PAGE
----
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Today, we have had a robust, lively and generally constructive debate on the fundamental need to have a strong economy to support our public services. I thank the cabinet secretary, Keith Brown—I also congratulate him on his appointment—for bringing such an important motion to the chamber early in the parliamentary session.
Earlier today, Mr Brown and I had a very constructive meeting to discuss the agenda that we share on having a constructive dialogue to promote the Scottish economy. The Conservative Party said during our election campaign that we would be not only a strong Opposition, but a constructive one, that would suggest constructive policies when we think that they will help public services and the Scottish economy. On the central theme of the cabinet secretary’s motion, it is very clear from the debate today that the Parliament acknowledges the importance of a strong economy in supporting public services in Scotland.
I would like to congratulate all the new members who made excellent first speeches, including—forgive me if I miss anyone—Rhoda Grant, Ruth Maguire, Kate Forbes, Colin Smyth, Alison Harris, Jamie Green and Rachael Hamilton. My notes also say Murdo Fraser, but I am sure that that must be a mistake.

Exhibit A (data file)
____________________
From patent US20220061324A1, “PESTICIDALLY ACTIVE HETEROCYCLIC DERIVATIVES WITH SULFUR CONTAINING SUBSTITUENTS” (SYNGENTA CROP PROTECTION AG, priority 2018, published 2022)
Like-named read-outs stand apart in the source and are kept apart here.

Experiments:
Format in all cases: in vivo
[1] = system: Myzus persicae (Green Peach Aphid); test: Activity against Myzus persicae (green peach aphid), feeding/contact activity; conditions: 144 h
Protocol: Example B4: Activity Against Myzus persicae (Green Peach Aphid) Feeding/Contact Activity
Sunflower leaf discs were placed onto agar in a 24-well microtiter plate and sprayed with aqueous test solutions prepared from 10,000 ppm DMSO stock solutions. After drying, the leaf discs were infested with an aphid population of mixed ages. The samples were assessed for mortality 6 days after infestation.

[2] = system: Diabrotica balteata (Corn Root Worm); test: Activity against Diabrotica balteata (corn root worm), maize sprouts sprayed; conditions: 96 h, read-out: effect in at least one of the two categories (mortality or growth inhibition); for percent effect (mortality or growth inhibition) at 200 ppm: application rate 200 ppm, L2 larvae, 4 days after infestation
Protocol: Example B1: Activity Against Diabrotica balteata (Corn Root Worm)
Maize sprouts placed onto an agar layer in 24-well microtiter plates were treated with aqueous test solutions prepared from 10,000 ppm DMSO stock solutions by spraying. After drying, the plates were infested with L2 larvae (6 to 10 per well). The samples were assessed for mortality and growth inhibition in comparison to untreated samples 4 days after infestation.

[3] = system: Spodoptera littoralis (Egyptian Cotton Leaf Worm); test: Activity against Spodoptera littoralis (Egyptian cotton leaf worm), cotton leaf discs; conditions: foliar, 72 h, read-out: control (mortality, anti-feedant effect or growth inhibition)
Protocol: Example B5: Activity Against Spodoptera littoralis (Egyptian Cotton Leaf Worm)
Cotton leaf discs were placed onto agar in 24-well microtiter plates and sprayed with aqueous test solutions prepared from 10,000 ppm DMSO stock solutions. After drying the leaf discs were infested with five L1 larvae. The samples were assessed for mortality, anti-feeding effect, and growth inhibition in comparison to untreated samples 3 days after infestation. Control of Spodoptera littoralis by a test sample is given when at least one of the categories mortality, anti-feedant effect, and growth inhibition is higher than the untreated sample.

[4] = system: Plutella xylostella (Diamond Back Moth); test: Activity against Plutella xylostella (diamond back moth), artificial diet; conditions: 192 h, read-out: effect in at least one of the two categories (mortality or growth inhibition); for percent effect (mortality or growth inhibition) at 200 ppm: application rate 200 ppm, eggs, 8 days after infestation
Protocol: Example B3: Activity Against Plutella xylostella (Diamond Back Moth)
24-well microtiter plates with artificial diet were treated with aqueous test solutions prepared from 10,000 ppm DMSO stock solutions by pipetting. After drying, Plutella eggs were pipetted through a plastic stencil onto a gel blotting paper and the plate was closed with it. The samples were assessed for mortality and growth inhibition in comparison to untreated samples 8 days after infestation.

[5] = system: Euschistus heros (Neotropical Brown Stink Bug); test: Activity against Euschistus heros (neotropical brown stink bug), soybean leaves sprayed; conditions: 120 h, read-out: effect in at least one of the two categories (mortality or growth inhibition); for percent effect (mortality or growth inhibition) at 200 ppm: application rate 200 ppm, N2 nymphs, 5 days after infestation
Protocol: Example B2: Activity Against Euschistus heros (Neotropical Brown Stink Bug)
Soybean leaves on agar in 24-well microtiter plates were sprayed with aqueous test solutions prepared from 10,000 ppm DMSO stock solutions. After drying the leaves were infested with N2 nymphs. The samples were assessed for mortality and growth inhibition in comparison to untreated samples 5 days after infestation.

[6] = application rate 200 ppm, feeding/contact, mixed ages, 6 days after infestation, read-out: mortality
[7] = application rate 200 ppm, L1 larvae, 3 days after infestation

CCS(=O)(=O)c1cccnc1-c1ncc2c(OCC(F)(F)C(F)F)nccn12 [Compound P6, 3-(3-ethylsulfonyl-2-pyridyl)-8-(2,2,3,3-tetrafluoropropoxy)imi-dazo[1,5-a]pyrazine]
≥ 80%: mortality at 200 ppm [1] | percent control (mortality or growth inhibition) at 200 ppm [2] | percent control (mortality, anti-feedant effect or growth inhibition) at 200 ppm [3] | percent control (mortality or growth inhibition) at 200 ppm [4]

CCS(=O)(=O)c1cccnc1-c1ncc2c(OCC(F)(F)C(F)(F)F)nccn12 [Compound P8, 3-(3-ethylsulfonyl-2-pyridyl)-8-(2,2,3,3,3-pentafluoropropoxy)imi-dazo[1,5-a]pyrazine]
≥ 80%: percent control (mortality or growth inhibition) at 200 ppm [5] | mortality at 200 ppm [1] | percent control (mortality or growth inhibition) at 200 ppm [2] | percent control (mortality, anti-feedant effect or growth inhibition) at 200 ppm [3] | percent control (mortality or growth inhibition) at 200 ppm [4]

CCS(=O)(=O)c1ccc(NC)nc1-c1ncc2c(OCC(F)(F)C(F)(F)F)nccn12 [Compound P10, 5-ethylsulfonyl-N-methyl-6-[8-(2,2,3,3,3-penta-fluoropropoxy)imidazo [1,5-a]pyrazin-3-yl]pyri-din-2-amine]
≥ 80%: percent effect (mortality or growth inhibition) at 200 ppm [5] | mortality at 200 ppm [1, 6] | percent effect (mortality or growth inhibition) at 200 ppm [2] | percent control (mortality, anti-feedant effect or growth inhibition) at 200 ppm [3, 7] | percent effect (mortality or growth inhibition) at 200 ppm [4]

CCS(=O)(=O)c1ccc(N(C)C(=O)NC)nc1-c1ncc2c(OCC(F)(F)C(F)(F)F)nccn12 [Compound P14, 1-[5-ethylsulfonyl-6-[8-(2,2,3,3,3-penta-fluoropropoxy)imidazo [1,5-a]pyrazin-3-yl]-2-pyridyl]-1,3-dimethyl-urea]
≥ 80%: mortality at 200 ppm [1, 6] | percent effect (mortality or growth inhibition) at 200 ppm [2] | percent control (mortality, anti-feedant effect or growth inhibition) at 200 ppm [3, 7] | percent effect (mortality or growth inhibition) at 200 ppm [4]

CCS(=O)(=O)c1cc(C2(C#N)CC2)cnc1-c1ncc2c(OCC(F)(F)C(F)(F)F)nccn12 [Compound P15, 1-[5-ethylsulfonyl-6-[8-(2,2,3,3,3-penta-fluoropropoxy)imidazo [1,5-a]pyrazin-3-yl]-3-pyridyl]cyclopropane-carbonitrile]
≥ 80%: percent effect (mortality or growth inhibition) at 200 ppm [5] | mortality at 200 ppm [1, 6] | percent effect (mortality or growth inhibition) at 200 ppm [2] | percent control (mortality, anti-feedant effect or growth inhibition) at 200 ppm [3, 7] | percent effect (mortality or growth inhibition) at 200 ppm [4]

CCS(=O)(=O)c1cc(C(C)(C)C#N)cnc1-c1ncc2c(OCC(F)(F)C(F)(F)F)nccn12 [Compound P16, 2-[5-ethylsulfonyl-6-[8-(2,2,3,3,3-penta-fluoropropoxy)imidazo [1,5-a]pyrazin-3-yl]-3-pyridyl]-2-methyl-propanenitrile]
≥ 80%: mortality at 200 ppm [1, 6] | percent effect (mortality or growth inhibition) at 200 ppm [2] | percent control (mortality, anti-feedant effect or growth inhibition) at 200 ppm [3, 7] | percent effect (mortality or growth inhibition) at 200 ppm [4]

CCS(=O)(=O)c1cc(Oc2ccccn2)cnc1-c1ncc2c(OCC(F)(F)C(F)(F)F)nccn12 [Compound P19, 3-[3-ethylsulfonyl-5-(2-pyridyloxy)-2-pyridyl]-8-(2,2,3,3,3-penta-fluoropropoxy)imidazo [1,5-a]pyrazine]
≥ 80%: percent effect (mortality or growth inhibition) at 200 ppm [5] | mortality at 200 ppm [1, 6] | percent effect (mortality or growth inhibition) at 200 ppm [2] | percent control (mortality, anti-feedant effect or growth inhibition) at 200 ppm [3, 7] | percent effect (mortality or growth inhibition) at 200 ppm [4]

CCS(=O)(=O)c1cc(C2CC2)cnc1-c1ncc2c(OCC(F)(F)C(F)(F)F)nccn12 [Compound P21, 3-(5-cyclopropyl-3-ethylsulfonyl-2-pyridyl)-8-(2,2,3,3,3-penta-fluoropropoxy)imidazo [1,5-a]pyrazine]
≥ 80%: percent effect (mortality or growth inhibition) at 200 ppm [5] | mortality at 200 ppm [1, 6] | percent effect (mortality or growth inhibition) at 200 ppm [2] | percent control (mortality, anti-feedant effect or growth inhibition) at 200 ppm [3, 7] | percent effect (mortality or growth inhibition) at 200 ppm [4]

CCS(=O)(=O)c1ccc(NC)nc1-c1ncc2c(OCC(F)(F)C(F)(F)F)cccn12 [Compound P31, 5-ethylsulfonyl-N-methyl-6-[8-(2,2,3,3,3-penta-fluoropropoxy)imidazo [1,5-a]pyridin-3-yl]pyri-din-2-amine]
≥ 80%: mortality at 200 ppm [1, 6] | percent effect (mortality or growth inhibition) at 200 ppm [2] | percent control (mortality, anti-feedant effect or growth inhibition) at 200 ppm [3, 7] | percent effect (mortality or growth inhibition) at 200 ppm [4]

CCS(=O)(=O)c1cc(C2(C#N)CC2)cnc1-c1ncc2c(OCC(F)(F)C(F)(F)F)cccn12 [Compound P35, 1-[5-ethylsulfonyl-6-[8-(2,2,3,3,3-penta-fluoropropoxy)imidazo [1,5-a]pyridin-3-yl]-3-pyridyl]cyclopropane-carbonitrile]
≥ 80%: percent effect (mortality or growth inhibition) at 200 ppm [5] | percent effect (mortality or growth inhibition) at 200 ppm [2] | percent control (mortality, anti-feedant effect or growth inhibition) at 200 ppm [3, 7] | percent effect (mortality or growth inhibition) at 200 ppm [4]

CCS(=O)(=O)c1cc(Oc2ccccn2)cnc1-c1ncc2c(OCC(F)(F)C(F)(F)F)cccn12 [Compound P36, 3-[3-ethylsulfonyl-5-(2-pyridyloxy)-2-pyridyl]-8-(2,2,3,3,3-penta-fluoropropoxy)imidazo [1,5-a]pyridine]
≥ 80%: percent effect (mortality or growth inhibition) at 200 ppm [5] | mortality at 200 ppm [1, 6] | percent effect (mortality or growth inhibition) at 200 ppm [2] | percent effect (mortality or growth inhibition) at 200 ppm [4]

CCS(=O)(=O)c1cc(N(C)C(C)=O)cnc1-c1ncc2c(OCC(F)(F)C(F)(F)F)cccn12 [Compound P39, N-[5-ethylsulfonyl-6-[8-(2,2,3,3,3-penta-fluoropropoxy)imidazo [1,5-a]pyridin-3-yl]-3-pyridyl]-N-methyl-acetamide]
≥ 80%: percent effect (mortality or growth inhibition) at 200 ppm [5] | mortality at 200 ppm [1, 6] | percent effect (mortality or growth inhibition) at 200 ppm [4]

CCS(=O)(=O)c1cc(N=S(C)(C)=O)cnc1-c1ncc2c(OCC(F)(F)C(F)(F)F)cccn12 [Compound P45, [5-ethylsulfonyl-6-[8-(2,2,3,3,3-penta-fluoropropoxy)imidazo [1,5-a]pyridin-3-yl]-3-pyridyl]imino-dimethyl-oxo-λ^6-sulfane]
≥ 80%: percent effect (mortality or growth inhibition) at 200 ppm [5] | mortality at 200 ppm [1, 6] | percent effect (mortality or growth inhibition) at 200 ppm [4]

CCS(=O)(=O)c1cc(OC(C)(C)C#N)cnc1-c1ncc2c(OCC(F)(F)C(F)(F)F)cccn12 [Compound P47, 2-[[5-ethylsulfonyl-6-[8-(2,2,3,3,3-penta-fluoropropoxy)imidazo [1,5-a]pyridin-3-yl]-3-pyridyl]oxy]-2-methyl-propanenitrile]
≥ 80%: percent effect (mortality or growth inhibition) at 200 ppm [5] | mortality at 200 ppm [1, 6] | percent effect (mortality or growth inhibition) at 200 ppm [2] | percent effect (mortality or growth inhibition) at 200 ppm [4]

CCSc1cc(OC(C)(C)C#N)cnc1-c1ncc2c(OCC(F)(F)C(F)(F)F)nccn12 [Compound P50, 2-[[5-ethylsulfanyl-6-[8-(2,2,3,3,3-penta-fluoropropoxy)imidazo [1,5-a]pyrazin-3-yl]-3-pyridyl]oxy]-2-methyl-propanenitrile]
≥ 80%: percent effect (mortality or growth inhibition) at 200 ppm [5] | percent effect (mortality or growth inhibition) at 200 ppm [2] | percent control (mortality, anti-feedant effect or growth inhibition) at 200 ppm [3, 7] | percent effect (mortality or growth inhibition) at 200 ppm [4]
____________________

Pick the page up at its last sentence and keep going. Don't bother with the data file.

Let me outline what our priorities will be for the Scottish economy. We will address the challenges that we believe the Scottish economy faces. Over the past five years, the economy in Scotland has expanded by just 1.4 per cent compared with 2.1 per cent across the UK, so the Scottish economy is underperforming, which has an impact on what we can spend through public expenditure. Unemployment in Scotland is higher than that in the UK: it is currently 6.2 per cent compared with 5 per cent in the rest of the UK.
The latest economic figures show that for the past nine months, the Scottish economy has come very dangerously close to being in recession. We all know about the problems of the North Sea in respect of the oil price. Last year, for the first time ever, the North Sea oil industry made a negative contribution to the economy—the cost of tax incentives was greater than revenues from the North Sea. I am sure that all members feel for the families who have lost jobs and have suffered as a result of the problems that are being experienced in the North Sea.
I will now summarise some of the constructive policies that I said we would bring to the table. Reduction of corporation tax to 17 per cent would make the UK one of the most competitive economies in the world in that regard. The UK is now the fifth-largest economy in the world—we overtook France two years ago—because of the dynamic policies that the Conservatives have implemented. We in Scotland get the benefit of that through some Barnett consequentials—